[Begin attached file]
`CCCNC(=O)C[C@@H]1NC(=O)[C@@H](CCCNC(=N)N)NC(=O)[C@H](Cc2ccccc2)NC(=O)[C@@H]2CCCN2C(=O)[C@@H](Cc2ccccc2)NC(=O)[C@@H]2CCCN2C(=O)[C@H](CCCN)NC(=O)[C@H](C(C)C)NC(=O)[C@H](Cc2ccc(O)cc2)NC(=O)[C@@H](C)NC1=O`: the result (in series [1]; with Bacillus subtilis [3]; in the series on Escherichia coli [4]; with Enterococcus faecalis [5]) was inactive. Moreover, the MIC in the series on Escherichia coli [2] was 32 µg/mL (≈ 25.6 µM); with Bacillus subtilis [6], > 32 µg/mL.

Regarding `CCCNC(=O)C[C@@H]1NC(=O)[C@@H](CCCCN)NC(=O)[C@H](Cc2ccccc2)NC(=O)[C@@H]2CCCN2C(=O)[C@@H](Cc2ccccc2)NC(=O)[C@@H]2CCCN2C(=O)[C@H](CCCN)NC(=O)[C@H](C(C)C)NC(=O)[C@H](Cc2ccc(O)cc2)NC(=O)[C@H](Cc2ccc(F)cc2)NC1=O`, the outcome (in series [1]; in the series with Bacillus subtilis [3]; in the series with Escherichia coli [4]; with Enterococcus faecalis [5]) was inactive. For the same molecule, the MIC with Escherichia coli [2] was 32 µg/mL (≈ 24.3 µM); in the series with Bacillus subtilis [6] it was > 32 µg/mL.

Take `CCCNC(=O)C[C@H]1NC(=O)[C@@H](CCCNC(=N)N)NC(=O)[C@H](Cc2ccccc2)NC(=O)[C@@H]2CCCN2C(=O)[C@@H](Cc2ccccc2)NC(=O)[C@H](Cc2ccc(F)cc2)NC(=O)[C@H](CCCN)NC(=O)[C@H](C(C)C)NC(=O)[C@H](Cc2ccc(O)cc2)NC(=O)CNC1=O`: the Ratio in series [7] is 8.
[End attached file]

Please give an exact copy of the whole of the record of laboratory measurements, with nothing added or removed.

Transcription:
`CCCNC(=O)C[C@@H]1NC(=O)[C@@H](CCCNC(=N)N)NC(=O)[C@H](Cc2ccccc2)NC(=O)[C@@H]2CCCN2C(=O)[C@@H](Cc2ccccc2)NC(=O)[C@@H]2CCCN2C(=O)[C@H](CCCN)NC(=O)[C@H](C(C)C)NC(=O)[C@H](Cc2ccc(O)cc2)NC(=O)[C@@H](C)NC1=O`: the result (in series [1]; with Bacillus subtilis [3]; in the series on Escherichia coli [4]; with Enterococcus faecalis [5]) was inactive. Moreover, the MIC in the series on Escherichia coli [2] was 32 µg/mL (≈ 25.6 µM); with Bacillus subtilis [6], > 32 µg/mL.

Regarding `CCCNC(=O)C[C@@H]1NC(=O)[C@@H](CCCCN)NC(=O)[C@H](Cc2ccccc2)NC(=O)[C@@H]2CCCN2C(=O)[C@@H](Cc2ccccc2)NC(=O)[C@@H]2CCCN2C(=O)[C@H](CCCN)NC(=O)[C@H](C(C)C)NC(=O)[C@H](Cc2ccc(O)cc2)NC(=O)[C@H](Cc2ccc(F)cc2)NC1=O`, the outcome (in series [1]; in the series with Bacillus subtilis [3]; in the series with Escherichia coli [4]; with Enterococcus faecalis [5]) was inactive. For the same molecule, the MIC with Escherichia coli [2] was 32 µg/mL (≈ 24.3 µM); in the series with Bacillus subtilis [6] it was > 32 µg/mL.

Take `CCCNC(=O)C[C@H]1NC(=O)[C@@H](CCCNC(=N)N)NC(=O)[C@H](Cc2ccccc2)NC(=O)[C@@H]2CCCN2C(=O)[C@@H](Cc2ccccc2)NC(=O)[C@H](Cc2ccc(F)cc2)NC(=O)[C@H](CCCN)NC(=O)[C@H](C(C)C)NC(=O)[C@H](Cc2ccc(O)cc2)NC(=O)CNC1=O`: the Ratio in series [7] is 8.